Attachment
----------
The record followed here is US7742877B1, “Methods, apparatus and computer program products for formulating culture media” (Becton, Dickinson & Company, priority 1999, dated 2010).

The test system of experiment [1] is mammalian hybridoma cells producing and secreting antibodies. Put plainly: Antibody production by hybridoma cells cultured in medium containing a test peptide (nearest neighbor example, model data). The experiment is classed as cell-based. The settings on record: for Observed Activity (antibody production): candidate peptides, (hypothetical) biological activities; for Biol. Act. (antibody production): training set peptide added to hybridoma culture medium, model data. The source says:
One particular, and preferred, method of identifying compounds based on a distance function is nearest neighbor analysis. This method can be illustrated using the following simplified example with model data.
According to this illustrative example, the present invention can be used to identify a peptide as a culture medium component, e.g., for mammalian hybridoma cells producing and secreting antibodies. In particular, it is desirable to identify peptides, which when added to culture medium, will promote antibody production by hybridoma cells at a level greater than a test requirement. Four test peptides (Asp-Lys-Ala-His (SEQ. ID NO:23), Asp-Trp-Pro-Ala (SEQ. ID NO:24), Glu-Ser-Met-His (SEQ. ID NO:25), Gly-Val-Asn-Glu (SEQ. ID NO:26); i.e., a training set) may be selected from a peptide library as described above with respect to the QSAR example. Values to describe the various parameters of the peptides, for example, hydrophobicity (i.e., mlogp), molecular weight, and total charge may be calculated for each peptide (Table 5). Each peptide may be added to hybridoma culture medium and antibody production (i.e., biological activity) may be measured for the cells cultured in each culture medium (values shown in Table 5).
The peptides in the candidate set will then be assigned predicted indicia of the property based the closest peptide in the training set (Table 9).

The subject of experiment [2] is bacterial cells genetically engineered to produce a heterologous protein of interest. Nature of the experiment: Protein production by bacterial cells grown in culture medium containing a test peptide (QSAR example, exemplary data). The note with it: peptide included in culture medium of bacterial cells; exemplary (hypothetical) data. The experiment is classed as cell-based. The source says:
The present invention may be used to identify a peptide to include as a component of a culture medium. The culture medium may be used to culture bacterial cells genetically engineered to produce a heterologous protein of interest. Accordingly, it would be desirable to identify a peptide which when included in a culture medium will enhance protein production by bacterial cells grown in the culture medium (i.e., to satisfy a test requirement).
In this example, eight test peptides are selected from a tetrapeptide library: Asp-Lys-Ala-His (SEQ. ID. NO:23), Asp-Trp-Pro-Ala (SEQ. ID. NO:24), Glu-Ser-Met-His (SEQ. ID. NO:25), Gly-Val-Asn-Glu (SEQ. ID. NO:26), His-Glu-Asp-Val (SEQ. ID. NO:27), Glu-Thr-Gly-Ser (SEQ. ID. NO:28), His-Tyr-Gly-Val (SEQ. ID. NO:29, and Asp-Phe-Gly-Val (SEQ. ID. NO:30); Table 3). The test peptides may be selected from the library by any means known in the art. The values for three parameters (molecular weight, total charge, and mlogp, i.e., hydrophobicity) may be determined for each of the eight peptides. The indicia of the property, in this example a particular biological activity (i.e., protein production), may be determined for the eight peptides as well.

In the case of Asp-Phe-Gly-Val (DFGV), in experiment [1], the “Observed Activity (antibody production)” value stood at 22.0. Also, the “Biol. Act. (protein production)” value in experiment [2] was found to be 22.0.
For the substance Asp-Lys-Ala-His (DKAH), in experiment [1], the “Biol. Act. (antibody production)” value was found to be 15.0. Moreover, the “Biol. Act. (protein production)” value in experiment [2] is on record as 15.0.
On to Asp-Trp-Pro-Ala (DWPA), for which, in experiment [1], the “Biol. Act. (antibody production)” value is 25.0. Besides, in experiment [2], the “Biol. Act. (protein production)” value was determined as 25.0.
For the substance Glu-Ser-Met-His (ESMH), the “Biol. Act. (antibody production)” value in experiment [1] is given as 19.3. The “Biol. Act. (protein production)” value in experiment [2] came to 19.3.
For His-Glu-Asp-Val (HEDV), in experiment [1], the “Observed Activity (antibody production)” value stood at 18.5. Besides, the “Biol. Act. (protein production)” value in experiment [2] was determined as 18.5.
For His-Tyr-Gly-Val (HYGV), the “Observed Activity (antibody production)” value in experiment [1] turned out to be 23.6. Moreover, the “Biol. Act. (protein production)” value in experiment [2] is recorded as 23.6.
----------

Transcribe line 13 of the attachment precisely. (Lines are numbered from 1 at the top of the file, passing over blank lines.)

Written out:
For His-Glu-Asp-Val (HEDV), in experiment [1], the “Observed Activity (antibody production)” value stood at 18.5. Besides, the “Biol. Act. (protein production)” value in experiment [2] was determined as 18.5.